High up in a white pine above the opposite bank of the outlet, a bald eagle sat in wait. We practically danced in the icy parking lot–and knew that no matter what else we might see, we were golden with this discovery.
Eventually, we pulled ourselves away from the eagle, and continued on while looking left and right, up and down. At last, a front yard feeder yielded some more chickadees, a white breasted nuthatch and a hairy woodpecker. Things were picking up. Sorta.
And then as Juli drove down one back road, we spotted five crows in an unplowed driveway. They flew off when we paused, so we continued on down the road. Returning a few minutes later, we again spied the five crows in the same spot. And Caleb, who as a youth hunter has learned the ways of the woods from his dad, knew that where the crows were gathered there must be a carcass. He asked his mom to stop the vehicle while he crossed the road to check the area. Bingo! He encouraged us to join him. Just off the clearing he’d discovered a deer carcass. We weren’t certain how it had come to perish, or why its head was missing, though we had some thoughts on both, but we did notice that many had come to dine. If we’d been more into our tracking mode than our birding mode, we might have been able to write the first two chapters about the manner of death and loss of the head, but we had a different mission on this day.
Another body of water called our names. Last year, I’d seen robins and various other birds in a wetland associated with Woods Pond, so we jumped out at the town beach and stood still to listen and watch. Nada. The ice on the pond, however, was enticing. And though they didn’t have skates, Ellie and Caleb found the conditions to be much to their liking.
Even the clipboard with the field tally didn’t pose a problem as they slid to and fro across the frozen wonder.
Eventually we moved on and added a couple more chickadees to the list. And then we saw one who was not on the list and though he is native to this land, he’s not typically seen here in winter. So we filled out the Rare Bird Form for the Great Horned Owl Plastica species.
One of our final stops as a group was on what we fondly refer to as the Dump Road. At a swampy area, we thought for sure we’d have some luck. And we did. In the form of beaver works.
Peering across the road in search of birds near the open water, we noticed more beaver works.
And our luck turned to awe as we admired a beech tree that still stood despite its hourglass shape. Why hadn’t it fallen?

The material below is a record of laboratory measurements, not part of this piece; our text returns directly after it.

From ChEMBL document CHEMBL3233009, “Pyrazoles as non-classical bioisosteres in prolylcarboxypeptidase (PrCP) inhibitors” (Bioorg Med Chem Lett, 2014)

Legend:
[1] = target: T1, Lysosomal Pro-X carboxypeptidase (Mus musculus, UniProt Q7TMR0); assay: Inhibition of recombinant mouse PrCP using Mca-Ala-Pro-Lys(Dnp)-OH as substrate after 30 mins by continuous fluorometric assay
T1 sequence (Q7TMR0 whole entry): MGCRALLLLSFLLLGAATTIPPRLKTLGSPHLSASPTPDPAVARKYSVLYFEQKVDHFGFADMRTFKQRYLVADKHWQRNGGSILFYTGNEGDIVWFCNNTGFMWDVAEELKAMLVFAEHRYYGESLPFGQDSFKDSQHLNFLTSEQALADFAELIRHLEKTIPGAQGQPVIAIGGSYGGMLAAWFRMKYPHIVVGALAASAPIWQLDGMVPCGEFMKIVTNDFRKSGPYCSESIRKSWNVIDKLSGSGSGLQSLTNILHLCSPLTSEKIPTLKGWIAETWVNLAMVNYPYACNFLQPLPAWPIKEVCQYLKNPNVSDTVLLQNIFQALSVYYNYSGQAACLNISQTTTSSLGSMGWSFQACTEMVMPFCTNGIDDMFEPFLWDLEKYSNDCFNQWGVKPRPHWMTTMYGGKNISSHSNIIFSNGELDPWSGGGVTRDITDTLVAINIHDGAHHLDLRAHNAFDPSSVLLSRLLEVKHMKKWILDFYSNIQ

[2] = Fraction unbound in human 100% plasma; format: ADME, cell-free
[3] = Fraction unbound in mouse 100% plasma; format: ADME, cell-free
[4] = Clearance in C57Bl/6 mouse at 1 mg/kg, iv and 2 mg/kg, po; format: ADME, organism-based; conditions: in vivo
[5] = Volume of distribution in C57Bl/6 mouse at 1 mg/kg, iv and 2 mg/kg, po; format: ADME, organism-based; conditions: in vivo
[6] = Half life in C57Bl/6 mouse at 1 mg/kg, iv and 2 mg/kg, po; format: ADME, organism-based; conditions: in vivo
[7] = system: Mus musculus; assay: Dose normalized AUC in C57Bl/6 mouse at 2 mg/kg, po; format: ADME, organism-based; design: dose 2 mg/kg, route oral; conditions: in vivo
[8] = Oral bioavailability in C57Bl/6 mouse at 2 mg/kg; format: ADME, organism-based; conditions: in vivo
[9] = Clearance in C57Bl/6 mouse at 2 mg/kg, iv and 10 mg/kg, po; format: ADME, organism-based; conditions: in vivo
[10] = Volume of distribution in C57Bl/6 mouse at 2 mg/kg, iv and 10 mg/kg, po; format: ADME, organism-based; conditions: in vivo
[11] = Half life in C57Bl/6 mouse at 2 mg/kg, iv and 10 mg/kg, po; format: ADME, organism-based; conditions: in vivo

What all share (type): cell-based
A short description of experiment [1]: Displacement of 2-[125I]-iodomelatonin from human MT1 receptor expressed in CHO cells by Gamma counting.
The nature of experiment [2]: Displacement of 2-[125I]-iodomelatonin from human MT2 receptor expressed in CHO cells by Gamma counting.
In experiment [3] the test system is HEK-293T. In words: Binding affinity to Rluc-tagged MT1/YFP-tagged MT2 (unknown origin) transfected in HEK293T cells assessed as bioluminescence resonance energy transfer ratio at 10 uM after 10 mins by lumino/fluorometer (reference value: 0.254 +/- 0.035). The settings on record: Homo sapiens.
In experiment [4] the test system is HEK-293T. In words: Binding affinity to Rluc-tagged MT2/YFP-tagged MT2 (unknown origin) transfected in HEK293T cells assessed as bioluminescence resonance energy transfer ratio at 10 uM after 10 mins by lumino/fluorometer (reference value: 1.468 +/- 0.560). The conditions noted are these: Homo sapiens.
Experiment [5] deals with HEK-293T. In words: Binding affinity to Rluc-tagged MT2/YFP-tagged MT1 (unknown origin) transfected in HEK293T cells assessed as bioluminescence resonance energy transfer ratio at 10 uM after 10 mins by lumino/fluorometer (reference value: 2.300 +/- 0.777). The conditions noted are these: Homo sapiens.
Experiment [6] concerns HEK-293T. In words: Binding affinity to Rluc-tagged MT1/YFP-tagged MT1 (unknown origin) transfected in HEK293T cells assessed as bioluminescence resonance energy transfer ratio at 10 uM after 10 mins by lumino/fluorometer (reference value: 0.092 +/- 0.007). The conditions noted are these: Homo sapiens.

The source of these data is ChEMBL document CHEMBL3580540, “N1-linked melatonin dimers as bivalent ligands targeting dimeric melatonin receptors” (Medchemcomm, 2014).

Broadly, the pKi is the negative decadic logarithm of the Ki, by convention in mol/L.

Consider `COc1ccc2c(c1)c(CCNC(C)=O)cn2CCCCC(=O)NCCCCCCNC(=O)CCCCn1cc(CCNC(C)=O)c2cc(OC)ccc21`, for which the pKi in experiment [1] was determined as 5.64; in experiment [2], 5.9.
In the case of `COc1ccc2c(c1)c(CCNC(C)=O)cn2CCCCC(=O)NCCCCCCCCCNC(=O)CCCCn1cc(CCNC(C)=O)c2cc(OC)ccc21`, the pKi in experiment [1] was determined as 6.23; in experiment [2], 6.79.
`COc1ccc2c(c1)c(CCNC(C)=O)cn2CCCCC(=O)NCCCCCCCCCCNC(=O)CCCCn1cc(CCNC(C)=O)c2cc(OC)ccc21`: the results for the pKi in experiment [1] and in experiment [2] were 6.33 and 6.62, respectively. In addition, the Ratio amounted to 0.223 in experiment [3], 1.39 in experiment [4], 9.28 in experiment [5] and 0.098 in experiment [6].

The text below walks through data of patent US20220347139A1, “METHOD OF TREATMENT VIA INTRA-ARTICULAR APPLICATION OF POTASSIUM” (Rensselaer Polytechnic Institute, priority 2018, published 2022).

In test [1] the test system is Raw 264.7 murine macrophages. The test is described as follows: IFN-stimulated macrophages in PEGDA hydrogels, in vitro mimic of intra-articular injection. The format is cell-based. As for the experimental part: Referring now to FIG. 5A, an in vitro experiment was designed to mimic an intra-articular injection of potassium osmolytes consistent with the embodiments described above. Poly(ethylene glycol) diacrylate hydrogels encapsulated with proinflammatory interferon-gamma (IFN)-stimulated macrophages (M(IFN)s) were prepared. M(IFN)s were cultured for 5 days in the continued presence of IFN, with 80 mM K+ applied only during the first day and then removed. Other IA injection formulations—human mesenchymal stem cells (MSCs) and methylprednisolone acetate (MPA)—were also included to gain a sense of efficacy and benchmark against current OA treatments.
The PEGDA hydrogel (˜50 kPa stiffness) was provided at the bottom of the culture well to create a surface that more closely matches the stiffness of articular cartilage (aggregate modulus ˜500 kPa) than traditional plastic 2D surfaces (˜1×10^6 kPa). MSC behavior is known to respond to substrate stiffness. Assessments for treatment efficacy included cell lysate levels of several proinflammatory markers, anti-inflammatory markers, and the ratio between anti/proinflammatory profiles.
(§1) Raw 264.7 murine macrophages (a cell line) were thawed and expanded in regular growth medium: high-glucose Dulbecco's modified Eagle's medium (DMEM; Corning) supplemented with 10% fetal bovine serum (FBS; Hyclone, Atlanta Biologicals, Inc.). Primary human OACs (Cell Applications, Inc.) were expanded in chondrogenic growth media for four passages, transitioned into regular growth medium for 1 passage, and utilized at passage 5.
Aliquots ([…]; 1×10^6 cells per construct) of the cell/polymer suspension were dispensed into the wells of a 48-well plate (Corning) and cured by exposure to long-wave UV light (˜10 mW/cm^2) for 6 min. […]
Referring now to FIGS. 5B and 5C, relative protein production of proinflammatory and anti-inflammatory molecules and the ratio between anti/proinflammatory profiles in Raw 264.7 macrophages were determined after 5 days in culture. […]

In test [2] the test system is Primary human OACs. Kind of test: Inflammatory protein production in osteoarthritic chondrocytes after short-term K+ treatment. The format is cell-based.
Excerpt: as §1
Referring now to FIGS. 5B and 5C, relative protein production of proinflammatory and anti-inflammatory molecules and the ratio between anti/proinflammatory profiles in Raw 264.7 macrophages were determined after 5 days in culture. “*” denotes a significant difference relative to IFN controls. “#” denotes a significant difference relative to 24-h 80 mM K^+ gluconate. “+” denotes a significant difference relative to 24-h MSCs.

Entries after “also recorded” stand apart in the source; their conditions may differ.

The lodge looked well maintained and we rejoiced to think that it was located close to town and yet we’d never spied it before. Because of the CBC, we’d been given the opportunity to get to know our town just a wee bit more intimately.
After the beaver lodge sighting, Juli and her kids headed home, and so did I . . . for a quick lunch break. And then I journeyed down several more roads, adding a few more dashes to the tally. I found more chickadees, a few more white-breasted nuthatches, and some mourning doves.
Toward the end of the day, I decided to return to the dam, but still . . . stillness in the bird world despite all the sound and movement.
And ice-encrusted needles that looked so featherlike.
By 4pm the CBC had drawn to a close and our offerings seemed so skimpy. I was almost embarrassed to turn in the form, only to discover that most of the other birders in the Sweden Circle had had a similar experience. The Denmark and Fryeburg sections had the most sightings to report, but all in all, the numbers were down significantly. A few of us gathered around Jean’s table to compute the final numbers and wonder why they were so low. Too cold in November? When the snow and cold snap occurred early, did the birds fly elsewhere? Was there not enough food this season? One among us has spent the last few weeks joining the CBC in various locations around Maine, and he said that our experience was not unique.
Despite that, Juli, Caleb, Ellie, and I finished up the day smiling because we had seen an eagle. And today was Juli’s birthday–so it was certainly a wonder-filled present for her on this year’s Christmas Bird Count. Happy Bird-day, Juli!
Wrote Aldo Leopold, “Everyone knows…that the autumn landscape in the north woods is the land, plus a red maple, plus a Ruffed Grouse. In terms of conventional physics, the grouse represents only a millionth of either the mass or the energy of an acre yet subtract the grouse and the whole thing is dead.”
And so it was that I tramped with a couple of friends today who had the delightful pleasure of meeting ArGee (R. G. for Ruffed Grouse). We’d been chatting and searching for a few red blooms on a tall staghorn sumac when suddenly we spied him crossing over a stone wall and approaching us.
He circled and circled for a while as we stood still yet continued to talk–sharing admiration and awe at the opportunity to be in his presence.
We watched him forage for seeds and wondered about his behavior. Typically, Ruffed Grouse are loners, except for mating season. But this one seems to greet visitors to its territory with somewhat regular frequency.
When we moved, he did likewise–usually a few feet to either side of us.
And when we stopped, he did the same, seeming as curious as us.
It was a brisk morning, so periodically he did what birds do to warm up–turned into a football of sorts as he fluffed up his feathers to trap warmer air. A bird’s body heat warms the air between its feathers and the more trapped air, the warmer the bird. After all, he didn’t have the luxury of hand warmers. But then again, we didn’t have the luxury of trapping air within our feathers.